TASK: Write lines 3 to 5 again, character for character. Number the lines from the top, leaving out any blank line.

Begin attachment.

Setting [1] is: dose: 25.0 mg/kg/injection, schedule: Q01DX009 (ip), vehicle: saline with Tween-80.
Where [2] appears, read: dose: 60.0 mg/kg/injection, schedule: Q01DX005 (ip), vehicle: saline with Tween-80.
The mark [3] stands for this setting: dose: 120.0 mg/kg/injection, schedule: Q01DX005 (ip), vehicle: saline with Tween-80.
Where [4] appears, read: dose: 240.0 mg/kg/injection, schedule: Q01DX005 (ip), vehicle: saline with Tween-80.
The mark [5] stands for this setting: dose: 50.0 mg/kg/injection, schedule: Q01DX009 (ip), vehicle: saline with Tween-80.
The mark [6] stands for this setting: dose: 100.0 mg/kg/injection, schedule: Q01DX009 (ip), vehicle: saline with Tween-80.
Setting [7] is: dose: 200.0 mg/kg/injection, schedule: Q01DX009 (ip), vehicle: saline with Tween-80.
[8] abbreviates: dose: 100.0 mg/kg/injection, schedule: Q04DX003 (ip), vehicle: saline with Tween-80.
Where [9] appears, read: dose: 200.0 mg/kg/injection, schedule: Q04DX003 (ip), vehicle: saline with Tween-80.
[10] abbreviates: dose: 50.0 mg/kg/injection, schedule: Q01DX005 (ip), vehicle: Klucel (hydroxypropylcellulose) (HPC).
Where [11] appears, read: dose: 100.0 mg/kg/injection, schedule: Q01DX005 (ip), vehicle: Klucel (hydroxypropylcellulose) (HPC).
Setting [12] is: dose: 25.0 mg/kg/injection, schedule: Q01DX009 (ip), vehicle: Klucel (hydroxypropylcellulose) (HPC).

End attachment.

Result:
The mark [3] stands for this setting: dose: 120.0 mg/kg/injection, schedule: Q01DX005 (ip), vehicle: saline with Tween-80.
Where [4] appears, read: dose: 240.0 mg/kg/injection, schedule: Q01DX005 (ip), vehicle: saline with Tween-80.
The mark [5] stands for this setting: dose: 50.0 mg/kg/injection, schedule: Q01DX009 (ip), vehicle: saline with Tween-80.